How to Make a Garland with Punch

comments (24) December 8th, 2015     

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Jeff_Rudell Jeffery Rudell, contributor
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This week I take up the old reliable paper garland of my elementary school days but with a twist: Bands of paper glued end-to-end become rings of paper glued edge-to-edge.
One-inch disks make a whimsically loopy garland. For additional visual rhythm, alternate large disks with smaller disks or introduce different-colored papers.
Loops, and lots of them, are the chief ingredient for this crafty tree-trimming. Despite being only paper, these links are surprisingly strong and, with care, should last years.
This week I take up the old reliable paper garland of my elementary school days but with a twist: Bands of paper glued end-to-end become rings of paper glued edge-to-edge.

This week I take up the old reliable paper garland of my elementary school days but with a twist: Bands of paper glued end-to-end become rings of paper glued edge-to-edge.

Photo: Jeff Rudell

As a child, the official start of the holiday season began not with Thanksgiving (or, as today, Halloween), but rather with the annual rite of transforming piles of red and green construction paper-cut with an old-fashioned, hinge-armed paper cutter (not a safety rail or blade guard in view)-into 1-inch by 8-inch strips. Sometimes the cutting was done by a mindful teacher. More often than not, an arthritic wrist, or simple nonchalance left the cutting of such strips in the hands of one of us children. Although I had an aversion to sharp objects back then, just watching those strips accumulate was a foretaste of the anticipation and excitement that meant only one thing: Christmas was on its way.

My teacher would divvy up the strips of paper into brown paper bags. Each student would be given a bag of strips and dispatched home for the weekend to patiently glue each strip, end-to-end, into an interlocking chain. The resulting garlands were then to be brought back to class the following Monday, where a few favored students would have the pleasure of connecting all of the individual chains together into one, long, festive, red and green "super garland" that a much-put-upon teaching assistant would then be expected to hang-step stool at heel, yawning stapler in hand-across the ceiling of our classroom, from the bulletin board in front to its companion at the rear of the room and back again; criss-crossing above our desks until its length was exhausted.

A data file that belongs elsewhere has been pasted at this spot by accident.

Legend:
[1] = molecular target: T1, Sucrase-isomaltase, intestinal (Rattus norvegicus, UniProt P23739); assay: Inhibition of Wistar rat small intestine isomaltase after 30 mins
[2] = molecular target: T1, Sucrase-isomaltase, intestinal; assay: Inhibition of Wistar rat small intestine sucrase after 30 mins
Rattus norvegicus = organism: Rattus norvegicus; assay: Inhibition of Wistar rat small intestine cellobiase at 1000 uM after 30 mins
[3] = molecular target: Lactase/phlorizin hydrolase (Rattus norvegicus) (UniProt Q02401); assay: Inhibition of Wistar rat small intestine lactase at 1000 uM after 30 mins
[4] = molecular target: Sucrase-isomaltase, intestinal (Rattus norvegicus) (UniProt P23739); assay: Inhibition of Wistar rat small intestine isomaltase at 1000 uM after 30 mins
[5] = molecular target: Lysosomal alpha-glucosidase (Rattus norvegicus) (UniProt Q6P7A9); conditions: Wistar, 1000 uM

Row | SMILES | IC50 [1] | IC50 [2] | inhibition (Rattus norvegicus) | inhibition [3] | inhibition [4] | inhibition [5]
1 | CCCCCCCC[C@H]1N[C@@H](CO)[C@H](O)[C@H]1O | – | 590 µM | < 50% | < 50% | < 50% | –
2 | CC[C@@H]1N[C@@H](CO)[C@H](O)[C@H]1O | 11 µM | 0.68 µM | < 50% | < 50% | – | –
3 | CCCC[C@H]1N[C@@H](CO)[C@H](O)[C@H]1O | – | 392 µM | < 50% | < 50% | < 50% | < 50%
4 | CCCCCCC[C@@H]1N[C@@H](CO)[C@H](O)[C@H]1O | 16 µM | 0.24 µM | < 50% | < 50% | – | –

It will likely surprise no one when I say that my garlands were always meticulously and uniformly glued (using one, carefully applied smudge of Elmer's classroom paste per strip) and that my strips never veered from the strict red-followed-by-green-followed-by-red formula. Most of my classmates, in keeping with the late '60s zeitgeist perhaps, seemed to prefer a more free-form (some might say, random) arrangement of colors (e.g., red, red, green, red, green, green, whatever), which meant I was usually able to pick out my alternating chain from amidst the jumble of holiday color that hung above our heads.

The pleasure of working with my classmates (albeit, classmates who "stubbornly refused" to see how alternating red and green was "clearly superior" to random arrangements of colors) to create something larger than any one of us had the skill or the will to create ourselves has, as an adult, found purchase in me still. I love collaborating with other creators and artists on projects. Each holiday season I like to do at least one craft project that requires the help and participation of my friends, family, nieces, and neighbors. It has to be easy, it has to be quick, and it has to yield something I can use as decoration.